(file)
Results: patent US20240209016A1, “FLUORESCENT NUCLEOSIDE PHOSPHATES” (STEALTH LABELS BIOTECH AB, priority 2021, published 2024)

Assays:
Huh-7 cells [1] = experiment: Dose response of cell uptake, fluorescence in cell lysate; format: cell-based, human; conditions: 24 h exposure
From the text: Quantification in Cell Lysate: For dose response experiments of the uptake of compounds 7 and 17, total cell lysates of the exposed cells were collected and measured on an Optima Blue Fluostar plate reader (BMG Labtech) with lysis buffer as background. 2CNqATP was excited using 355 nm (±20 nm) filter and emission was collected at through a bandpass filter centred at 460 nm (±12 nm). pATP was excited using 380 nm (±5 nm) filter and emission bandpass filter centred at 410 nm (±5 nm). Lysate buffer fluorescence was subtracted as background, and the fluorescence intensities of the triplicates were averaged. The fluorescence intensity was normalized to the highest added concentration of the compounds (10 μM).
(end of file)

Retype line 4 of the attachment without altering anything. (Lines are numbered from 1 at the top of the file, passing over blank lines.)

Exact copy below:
From the text: Quantification in Cell Lysate: For dose response experiments of the uptake of compounds 7 and 17, total cell lysates of the exposed cells were collected and measured on an Optima Blue Fluostar plate reader (BMG Labtech) with lysis buffer as background. 2CNqATP was excited using 355 nm (±20 nm) filter and emission was collected at through a bandpass filter centred at 460 nm (±12 nm). pATP was excited using 380 nm (±5 nm) filter and emission bandpass filter centred at 410 nm (±5 nm). Lysate buffer fluorescence was subtracted as background, and the fluorescence intensities of the triplicates were averaged. The fluorescence intensity was normalized to the highest added concentration of the compounds (10 μM).